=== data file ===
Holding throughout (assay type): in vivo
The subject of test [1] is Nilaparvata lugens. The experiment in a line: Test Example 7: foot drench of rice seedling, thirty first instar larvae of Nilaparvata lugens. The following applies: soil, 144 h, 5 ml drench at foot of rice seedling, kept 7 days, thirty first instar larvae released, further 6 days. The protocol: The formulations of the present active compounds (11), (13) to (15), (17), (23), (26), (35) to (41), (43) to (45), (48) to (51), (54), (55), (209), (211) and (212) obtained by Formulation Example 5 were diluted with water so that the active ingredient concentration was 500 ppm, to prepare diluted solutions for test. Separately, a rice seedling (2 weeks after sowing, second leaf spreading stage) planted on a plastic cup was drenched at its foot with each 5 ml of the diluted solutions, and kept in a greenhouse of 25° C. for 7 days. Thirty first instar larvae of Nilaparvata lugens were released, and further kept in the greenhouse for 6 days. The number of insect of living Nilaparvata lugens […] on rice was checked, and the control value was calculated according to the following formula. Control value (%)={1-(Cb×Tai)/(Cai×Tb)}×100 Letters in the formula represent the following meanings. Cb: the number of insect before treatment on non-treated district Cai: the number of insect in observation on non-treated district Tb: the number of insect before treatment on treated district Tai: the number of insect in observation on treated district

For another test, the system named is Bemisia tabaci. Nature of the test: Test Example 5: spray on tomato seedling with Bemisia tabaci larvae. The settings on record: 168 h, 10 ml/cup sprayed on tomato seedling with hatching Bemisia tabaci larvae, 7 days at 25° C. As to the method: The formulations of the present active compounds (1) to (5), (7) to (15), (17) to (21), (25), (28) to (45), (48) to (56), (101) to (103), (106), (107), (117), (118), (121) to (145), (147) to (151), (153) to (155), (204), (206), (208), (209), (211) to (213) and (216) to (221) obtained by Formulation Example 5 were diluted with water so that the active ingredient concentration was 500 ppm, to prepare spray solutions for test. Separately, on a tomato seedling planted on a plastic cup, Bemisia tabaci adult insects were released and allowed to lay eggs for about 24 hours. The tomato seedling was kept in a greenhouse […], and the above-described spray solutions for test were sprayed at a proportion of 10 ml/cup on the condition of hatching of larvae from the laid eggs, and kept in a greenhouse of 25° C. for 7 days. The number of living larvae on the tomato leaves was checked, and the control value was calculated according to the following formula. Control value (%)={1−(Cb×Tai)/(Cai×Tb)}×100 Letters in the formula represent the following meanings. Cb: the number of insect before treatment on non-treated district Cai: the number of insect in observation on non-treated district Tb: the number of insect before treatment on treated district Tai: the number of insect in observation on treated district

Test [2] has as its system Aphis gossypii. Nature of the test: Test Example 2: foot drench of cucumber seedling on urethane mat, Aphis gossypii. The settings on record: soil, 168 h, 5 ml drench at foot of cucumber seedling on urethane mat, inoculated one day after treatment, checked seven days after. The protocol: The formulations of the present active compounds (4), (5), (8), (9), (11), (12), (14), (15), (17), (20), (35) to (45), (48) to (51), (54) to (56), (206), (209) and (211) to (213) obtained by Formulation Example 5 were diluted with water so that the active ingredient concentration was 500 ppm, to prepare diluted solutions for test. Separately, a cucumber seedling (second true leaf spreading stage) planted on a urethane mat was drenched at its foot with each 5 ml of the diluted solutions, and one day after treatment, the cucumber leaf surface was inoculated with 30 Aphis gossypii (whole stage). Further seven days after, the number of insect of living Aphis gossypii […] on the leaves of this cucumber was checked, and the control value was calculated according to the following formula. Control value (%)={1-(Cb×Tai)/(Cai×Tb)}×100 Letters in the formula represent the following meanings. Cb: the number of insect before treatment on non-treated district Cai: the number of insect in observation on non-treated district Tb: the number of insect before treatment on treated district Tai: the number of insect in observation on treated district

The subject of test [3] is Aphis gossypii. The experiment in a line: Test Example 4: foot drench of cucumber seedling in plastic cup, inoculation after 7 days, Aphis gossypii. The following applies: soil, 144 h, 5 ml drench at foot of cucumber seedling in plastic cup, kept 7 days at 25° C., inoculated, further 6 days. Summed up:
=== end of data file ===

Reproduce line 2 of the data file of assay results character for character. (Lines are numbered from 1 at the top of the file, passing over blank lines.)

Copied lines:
The subject of test [1] is Nilaparvata lugens. The experiment in a line: Test Example 7: foot drench of rice seedling, thirty first instar larvae of Nilaparvata lugens. The following applies: soil, 144 h, 5 ml drench at foot of rice seedling, kept 7 days, thirty first instar larvae released, further 6 days. The protocol: The formulations of the present active compounds (11), (13) to (15), (17), (23), (26), (35) to (41), (43) to (45), (48) to (51), (54), (55), (209), (211) and (212) obtained by Formulation Example 5 were diluted with water so that the active ingredient concentration was 500 ppm, to prepare diluted solutions for test. Separately, a rice seedling (2 weeks after sowing, second leaf spreading stage) planted on a plastic cup was drenched at its foot with each 5 ml of the diluted solutions, and kept in a greenhouse of 25° C. for 7 days. Thirty first instar larvae of Nilaparvata lugens were released, and further kept in the greenhouse for 6 days. The number of insect of living Nilaparvata lugens […] on rice was checked, and the control value was calculated according to the following formula. Control value (%)={1-(Cb×Tai)/(Cai×Tb)}×100 Letters in the formula represent the following meanings. Cb: the number of insect before treatment on non-treated district Cai: the number of insect in observation on non-treated district Tb: the number of insect before treatment on treated district Tai: the number of insect in observation on treated district